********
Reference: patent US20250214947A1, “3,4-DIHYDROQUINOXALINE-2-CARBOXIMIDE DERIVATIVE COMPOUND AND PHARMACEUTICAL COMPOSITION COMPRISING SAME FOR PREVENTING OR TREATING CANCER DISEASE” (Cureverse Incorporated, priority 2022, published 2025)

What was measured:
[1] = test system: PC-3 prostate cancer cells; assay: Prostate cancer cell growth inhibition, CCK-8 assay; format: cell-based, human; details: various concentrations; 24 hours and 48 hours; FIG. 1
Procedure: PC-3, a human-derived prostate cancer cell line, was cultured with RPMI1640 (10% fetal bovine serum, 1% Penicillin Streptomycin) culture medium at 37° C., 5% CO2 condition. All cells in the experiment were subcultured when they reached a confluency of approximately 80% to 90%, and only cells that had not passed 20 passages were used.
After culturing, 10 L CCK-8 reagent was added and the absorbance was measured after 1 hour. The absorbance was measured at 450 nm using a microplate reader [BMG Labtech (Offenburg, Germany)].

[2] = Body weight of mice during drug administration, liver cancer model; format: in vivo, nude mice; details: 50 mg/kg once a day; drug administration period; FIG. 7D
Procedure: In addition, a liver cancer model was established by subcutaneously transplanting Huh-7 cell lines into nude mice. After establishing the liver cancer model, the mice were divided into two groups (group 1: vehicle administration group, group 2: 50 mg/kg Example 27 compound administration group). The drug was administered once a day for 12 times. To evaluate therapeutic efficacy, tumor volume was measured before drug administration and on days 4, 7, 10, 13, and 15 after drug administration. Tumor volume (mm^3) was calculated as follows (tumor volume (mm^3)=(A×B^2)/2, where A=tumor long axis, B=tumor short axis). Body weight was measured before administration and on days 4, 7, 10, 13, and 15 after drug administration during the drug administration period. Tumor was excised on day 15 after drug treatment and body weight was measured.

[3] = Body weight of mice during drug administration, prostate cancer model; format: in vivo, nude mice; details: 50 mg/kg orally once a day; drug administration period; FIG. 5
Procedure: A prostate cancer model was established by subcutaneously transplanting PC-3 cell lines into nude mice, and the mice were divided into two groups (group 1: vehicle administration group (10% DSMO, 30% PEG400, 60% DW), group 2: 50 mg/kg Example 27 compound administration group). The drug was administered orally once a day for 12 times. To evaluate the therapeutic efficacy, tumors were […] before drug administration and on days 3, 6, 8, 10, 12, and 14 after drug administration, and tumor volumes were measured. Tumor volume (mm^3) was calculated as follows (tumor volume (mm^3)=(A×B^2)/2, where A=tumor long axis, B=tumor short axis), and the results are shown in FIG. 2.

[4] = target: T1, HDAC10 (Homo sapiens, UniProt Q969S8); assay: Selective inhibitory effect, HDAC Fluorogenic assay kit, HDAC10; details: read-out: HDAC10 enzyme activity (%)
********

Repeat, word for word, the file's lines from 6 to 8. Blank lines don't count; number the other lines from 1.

[2] = Body weight of mice during drug administration, liver cancer model; format: in vivo, nude mice; details: 50 mg/kg once a day; drug administration period; FIG. 7D
Procedure: In addition, a liver cancer model was established by subcutaneously transplanting Huh-7 cell lines into nude mice. After establishing the liver cancer model, the mice were divided into two groups (group 1: vehicle administration group, group 2: 50 mg/kg Example 27 compound administration group). The drug was administered once a day for 12 times. To evaluate therapeutic efficacy, tumor volume was measured before drug administration and on days 4, 7, 10, 13, and 15 after drug administration. Tumor volume (mm^3) was calculated as follows (tumor volume (mm^3)=(A×B^2)/2, where A=tumor long axis, B=tumor short axis). Body weight was measured before administration and on days 4, 7, 10, 13, and 15 after drug administration during the drug administration period. Tumor was excised on day 15 after drug treatment and body weight was measured.

[3] = Body weight of mice during drug administration, prostate cancer model; format: in vivo, nude mice; details: 50 mg/kg orally once a day; drug administration period; FIG. 5